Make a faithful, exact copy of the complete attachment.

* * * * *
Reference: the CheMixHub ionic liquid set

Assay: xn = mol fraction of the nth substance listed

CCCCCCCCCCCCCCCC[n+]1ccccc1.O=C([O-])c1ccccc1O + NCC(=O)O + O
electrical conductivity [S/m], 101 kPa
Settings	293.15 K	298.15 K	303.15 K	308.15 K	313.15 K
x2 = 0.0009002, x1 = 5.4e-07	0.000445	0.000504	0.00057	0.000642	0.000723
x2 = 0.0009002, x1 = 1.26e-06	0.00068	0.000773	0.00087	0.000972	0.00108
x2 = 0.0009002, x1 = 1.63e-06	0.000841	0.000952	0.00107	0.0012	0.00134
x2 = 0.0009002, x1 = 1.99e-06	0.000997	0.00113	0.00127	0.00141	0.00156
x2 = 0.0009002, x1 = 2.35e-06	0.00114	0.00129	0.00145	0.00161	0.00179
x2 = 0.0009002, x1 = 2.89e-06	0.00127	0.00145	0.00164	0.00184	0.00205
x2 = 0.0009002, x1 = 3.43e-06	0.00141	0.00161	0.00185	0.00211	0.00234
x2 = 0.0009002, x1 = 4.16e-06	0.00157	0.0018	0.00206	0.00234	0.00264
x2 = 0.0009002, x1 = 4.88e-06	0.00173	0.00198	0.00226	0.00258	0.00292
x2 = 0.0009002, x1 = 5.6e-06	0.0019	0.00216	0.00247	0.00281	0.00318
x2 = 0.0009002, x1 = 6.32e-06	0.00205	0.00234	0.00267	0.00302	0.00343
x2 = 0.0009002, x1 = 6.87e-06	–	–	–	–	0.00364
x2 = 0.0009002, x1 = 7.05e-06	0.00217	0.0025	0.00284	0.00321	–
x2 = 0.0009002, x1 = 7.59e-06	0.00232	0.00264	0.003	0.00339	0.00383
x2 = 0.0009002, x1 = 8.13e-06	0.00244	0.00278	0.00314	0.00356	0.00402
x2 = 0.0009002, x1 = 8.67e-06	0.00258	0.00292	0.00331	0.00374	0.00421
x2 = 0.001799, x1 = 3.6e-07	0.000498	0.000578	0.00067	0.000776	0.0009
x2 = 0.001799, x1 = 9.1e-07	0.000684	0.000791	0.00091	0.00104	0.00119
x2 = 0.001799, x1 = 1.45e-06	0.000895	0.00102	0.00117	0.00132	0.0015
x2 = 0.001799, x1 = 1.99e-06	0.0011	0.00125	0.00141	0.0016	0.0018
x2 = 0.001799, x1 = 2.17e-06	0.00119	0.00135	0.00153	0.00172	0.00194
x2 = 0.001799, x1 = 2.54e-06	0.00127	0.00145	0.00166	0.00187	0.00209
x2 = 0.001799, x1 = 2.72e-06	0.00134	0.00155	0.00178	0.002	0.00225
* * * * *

Reference: the CheMixHub ionic liquid set

Assay: xn = mol fraction of the nth substance listed

CCCCCCCCCCCCCCCC[n+]1ccccc1.O=C([O-])c1ccccc1O + NCC(=O)O + O
electrical conductivity [S/m], 101 kPa
Settings	293.15 K	298.15 K	303.15 K	308.15 K	313.15 K
x2 = 0.0009002, x1 = 5.4e-07	0.000445	0.000504	0.00057	0.000642	0.000723
x2 = 0.0009002, x1 = 1.26e-06	0.00068	0.000773	0.00087	0.000972	0.00108
x2 = 0.0009002, x1 = 1.63e-06	0.000841	0.000952	0.00107	0.0012	0.00134
x2 = 0.0009002, x1 = 1.99e-06	0.000997	0.00113	0.00127	0.00141	0.00156
x2 = 0.0009002, x1 = 2.35e-06	0.00114	0.00129	0.00145	0.00161	0.00179
x2 = 0.0009002, x1 = 2.89e-06	0.00127	0.00145	0.00164	0.00184	0.00205
x2 = 0.0009002, x1 = 3.43e-06	0.00141	0.00161	0.00185	0.00211	0.00234
x2 = 0.0009002, x1 = 4.16e-06	0.00157	0.0018	0.00206	0.00234	0.00264
x2 = 0.0009002, x1 = 4.88e-06	0.00173	0.00198	0.00226	0.00258	0.00292
x2 = 0.0009002, x1 = 5.6e-06	0.0019	0.00216	0.00247	0.00281	0.00318
x2 = 0.0009002, x1 = 6.32e-06	0.00205	0.00234	0.00267	0.00302	0.00343
x2 = 0.0009002, x1 = 6.87e-06	–	–	–	–	0.00364
x2 = 0.0009002, x1 = 7.05e-06	0.00217	0.0025	0.00284	0.00321	–
x2 = 0.0009002, x1 = 7.59e-06	0.00232	0.00264	0.003	0.00339	0.00383
x2 = 0.0009002, x1 = 8.13e-06	0.00244	0.00278	0.00314	0.00356	0.00402
x2 = 0.0009002, x1 = 8.67e-06	0.00258	0.00292	0.00331	0.00374	0.00421
x2 = 0.001799, x1 = 3.6e-07	0.000498	0.000578	0.00067	0.000776	0.0009
x2 = 0.001799, x1 = 9.1e-07	0.000684	0.000791	0.00091	0.00104	0.00119
x2 = 0.001799, x1 = 1.45e-06	0.000895	0.00102	0.00117	0.00132	0.0015
x2 = 0.001799, x1 = 1.99e-06	0.0011	0.00125	0.00141	0.0016	0.0018
x2 = 0.001799, x1 = 2.17e-06	0.00119	0.00135	0.00153	0.00172	0.00194
x2 = 0.001799, x1 = 2.54e-06	0.00127	0.00145	0.00166	0.00187	0.00209
x2 = 0.001799, x1 = 2.72e-06	0.00134	0.00155	0.00178	0.002	0.00225